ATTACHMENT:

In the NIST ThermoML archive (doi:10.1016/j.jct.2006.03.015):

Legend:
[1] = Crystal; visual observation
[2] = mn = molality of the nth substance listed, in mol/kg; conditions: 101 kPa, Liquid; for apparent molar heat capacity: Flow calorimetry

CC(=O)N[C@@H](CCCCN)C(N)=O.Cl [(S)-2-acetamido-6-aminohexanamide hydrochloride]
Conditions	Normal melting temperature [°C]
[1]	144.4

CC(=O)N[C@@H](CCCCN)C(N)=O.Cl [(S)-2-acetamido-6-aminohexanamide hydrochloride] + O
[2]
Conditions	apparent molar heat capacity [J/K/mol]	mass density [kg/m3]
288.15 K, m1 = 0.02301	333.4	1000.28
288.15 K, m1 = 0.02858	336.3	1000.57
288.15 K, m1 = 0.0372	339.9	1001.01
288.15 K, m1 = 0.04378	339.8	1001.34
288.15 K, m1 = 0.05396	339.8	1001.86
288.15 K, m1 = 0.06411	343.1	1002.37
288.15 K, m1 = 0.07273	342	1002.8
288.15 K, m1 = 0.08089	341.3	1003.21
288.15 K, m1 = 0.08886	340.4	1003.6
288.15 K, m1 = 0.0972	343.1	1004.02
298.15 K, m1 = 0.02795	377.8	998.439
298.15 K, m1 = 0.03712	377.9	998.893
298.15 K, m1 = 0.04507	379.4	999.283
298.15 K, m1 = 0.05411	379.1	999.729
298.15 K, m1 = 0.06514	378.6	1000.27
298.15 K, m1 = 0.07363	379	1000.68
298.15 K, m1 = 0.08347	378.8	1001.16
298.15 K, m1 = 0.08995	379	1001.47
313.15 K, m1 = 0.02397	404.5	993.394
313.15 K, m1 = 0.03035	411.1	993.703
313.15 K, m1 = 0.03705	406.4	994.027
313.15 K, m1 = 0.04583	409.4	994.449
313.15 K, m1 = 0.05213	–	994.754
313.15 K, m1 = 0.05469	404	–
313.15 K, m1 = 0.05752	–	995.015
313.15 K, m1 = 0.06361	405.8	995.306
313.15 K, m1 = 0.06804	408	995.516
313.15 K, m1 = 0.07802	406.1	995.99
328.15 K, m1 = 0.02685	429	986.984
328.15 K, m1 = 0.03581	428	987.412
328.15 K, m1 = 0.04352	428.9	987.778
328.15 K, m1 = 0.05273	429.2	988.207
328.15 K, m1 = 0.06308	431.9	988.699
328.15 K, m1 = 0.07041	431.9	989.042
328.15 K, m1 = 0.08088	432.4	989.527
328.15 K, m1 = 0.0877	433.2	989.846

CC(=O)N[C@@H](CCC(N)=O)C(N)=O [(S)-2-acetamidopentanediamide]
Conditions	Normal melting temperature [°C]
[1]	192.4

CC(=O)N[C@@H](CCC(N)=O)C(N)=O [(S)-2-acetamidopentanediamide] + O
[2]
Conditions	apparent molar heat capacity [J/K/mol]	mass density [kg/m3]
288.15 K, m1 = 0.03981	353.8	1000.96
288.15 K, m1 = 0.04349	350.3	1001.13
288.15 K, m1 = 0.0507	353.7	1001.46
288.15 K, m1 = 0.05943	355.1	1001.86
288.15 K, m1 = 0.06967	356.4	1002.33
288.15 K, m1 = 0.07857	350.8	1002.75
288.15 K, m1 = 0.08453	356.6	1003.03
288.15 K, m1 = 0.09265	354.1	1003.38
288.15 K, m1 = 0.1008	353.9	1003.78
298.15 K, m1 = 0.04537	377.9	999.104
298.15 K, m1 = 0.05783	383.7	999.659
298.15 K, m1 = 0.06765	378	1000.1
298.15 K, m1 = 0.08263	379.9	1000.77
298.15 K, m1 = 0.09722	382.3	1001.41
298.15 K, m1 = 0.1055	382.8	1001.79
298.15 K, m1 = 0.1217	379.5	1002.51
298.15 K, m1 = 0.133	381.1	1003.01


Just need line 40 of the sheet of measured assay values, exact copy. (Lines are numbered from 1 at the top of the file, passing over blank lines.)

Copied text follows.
328.15 K, m1 = 0.03581	428	987.412